Saul Goodman (played by Bob Odenkirk) is the slimiest example of the bottom-feeding creature known as a "shyster worm." As Jesse so eloquently puts it, Goodman (who is definitely NOT a “good man,” heck, it’s not even his real name) is a criminal lawyer. Emphasis on the first word in the term. His ethics are suspect, his marketing tactics distasteful, and his office is tacky.
And yet, I find myself liking the guy.*
A little disclosure is called for at this point. I’m a lawyer, duly admitted to practice in both the state and Federal courts of my home state. My dues are current, I regularly attend my continuing legal education sessions, and I’m clean as a whistle with the State Bar. I know – and can quote chapter and verse from the relevant Rules of Professional Conduct to support my contention – that Saul is a sleazebag who is in violation of several important sections of the rules governing lawyer behavior. But he’s such a good example of how not to be a good example that I’ve decided to take today's post to talk about him.
Lawyers are the butt of a lot of jokes - a few of them are even funny. But the sad truth of the matter is that everyone hates lawyers until they need one. Then the bottom feeder/ambulance chaser is suddenly transformed into the stalwart defender of the Constitution - and I've seen that happen over a simple speeding ticket! Walter has much bigger issues to deal with and thus, viewers are introduced to Saul, who has a very (shall we say) flexible attitude toward the New Mexico Rules of Professional Conduct.
Professional responsibility is such a big deal in the legal profession that I had to pass two Bar exams before I was eligible to be sworn in to practice law. One was a dreadful two-day affair that tested me on my knowledge of everything from secured transactions under the Uniform Commercial Code to estate law and civil procedure while the other focused entirely on my state’s Rules of Professional Conduct. Trust me, the lawyer-client privilege is real and very nearly limitless. There are a few boundaries and Saul skips gleefully over several of them, including taking an active part in an ongoing criminal enterprise.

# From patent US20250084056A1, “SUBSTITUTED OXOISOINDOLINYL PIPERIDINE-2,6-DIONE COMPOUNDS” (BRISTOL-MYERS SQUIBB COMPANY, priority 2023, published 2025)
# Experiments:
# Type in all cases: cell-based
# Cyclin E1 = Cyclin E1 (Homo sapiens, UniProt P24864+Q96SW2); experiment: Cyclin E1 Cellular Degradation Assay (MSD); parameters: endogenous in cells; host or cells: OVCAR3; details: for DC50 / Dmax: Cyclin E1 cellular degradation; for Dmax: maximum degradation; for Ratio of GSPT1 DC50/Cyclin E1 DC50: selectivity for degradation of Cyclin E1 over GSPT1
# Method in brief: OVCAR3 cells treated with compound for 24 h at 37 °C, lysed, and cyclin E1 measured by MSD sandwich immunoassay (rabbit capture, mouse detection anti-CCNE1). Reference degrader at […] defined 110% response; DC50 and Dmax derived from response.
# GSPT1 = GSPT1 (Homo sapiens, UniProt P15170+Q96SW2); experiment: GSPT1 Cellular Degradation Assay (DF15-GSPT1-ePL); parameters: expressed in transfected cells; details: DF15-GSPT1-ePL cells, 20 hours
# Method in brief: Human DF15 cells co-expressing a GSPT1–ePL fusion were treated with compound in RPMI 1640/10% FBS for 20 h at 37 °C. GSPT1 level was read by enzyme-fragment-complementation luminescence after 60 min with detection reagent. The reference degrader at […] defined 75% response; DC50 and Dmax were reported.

But he does protect his clients’ money. Funny thing, that. The State Bar has the ability to punish misconduct by attorneys through admonishment, reprimand, censure, suspension and (most harsh) disbarment. (Aside: Being disbarred is an extremely serious punishment, since many lawyers really aren’t equipped to do much else other than practice law. Seriously.) At any rate, the single act of misconduct that is most likely to result in disbarment is misuse of client funds. Don’t mess with client cash – ever. (If you do - be prepared to pick up stakes and move to another jurisdiction and cross your thieving fingers that they'll take you.) And on that point, Saul acts appropriately. He takes his share off the top, but stores everything else safely for later pickup by his clients. Saul is sharp, knows how to poke holes in a weak case (and the job of a defense attorney is to make the prosecutor do his job, which is to meet the burden of proof), and provides a zealous defense for his clients, which is another of the professional responsibilities of an attorney.
By the way, you can thank the Southwest United States for Saul’s goofy ads. The 1977 case of Bates v. State Bar of Arizona (433 U.S. 350) was the landmark case which approved lawyer advertising. Prior to then, it was thought that advertising by attorneys was vulgar and would “tarnish the dignified public image of the profession.” (Really, I can’t make this stuff up.) While I am all in favor of letting people know that they have the right to representation, I think a Pandora’s Box may have been opened with Bates. I submit Saul Goodman's “Fatty Fat Fat” as Exhibit A.
*SPOILER ALERT – I try to keep these posts "spoiler free," so skip this if you haven't gotten to Season 3 yet. If you have, read on. I find myself especially liking Saul early in Season 3 when he buys the house viewers have come to think of as Jesse’s for our favorite currently-clean tweaker – and at a discount, no less! Saul knows the law and he knows how to use it to his clients’ advantage and – like it or not – that’s what lawyers get paid to know.